Tests spare need to dig up Ocean Park
Tests of three leaching beds in Ocean Park, which were previously thought to be failing, reveal that the beds are working as designed. The development could save the Oak Bluffs wastewater district commission nearly $400,000. Plans to replace the beds, which would have meant digging up a large section of the park, have been put on hold.
The commissioners voted earlier this year to refurbish the "D" leaching beds under Ocean Park, in order to comply with an order of consent issued by the state Department of Environmental Protection (DEP). The state sanctioned the town last fall, after treated effluent was detected on the surface of the park. An engineering survey determined that one of the "D" beds, the one at the very lowest point in the park, was clogged with biological material that prevented water from leaching downward. Engineers assumed that the other "D" beds, located generally between the bandstand and Sea View Avenue, would be similarly compromised. All four "D" beds were shut down.
The refurbishment project would have meant digging up a large section of the park to replace pipes and crushed stone leaching beds, at an estimated cost of $400,000. But weeks before the scheduled start of the project, wastewater plant manager Joe Alosso and engineers working on the project decided to conduct test drilling, in conjunction with DEP engineers.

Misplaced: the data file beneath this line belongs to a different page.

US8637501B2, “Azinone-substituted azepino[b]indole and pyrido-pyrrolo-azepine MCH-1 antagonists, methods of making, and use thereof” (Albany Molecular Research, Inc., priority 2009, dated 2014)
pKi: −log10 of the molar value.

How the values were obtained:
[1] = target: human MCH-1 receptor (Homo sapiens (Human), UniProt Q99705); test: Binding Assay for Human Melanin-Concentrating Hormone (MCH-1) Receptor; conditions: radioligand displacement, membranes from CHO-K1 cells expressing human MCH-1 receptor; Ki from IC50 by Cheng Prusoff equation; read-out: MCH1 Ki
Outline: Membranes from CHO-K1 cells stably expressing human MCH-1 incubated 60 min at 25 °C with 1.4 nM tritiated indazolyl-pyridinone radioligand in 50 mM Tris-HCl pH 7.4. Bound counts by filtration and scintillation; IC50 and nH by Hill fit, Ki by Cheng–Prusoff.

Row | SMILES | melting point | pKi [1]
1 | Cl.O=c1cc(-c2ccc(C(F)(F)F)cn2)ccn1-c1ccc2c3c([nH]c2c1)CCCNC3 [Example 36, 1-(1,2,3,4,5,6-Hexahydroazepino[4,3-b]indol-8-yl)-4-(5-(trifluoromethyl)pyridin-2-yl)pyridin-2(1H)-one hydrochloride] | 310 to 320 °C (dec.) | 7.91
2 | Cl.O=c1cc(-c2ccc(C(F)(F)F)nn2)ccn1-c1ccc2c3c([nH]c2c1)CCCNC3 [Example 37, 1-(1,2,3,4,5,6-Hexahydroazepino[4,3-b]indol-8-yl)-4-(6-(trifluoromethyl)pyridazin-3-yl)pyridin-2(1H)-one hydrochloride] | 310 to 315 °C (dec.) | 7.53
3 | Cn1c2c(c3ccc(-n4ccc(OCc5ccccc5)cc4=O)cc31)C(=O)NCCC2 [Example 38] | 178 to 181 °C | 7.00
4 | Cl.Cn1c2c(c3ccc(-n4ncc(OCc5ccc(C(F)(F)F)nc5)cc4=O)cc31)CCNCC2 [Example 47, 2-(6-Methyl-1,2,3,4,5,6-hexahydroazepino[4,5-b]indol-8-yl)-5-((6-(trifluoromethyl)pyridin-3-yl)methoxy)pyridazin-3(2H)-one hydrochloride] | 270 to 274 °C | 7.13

"In discussing it with the engineer," Mr. Alosso said, "he and I didn't want to dig up a large part of the park without knowing there was a problem. For short money, probably $2,000, it was worth it. We brought DEP over."
The results surprised all involved. "The other three beds are really clean, and not in any need of any repairs," Mr. Alosso said. "It's really good that we don't have to dig up the park."
Mr. Alosso now believes the solution is simply to isolate the single failed leaching bed, and return the other three to the system. He estimates the cost will be about $10,000, which he stresses will come from the wastewater district's retained earnings account, not taxpayer funds. During the test digging last week, engineers installed monitors that will provide information about how the other three "D" beds are functioning once they are brought back on line.
Mr. Alosso said it was his guess that the failed bed had never worked properly, and may have been compromised during installation of the leaching fields nearly a decade ago.
Shutting down a single bed will reduce the capacity of the leaching system by about 13,000 gallons per day. Mr. Alosso said that will not significantly affect operations now, and should be more than compensated if additional capacity is gained by developing new leaching fields on property next to the treatment plant. That property, known as the Leonardo property, could accommodate an additional 250,000 gallons per day.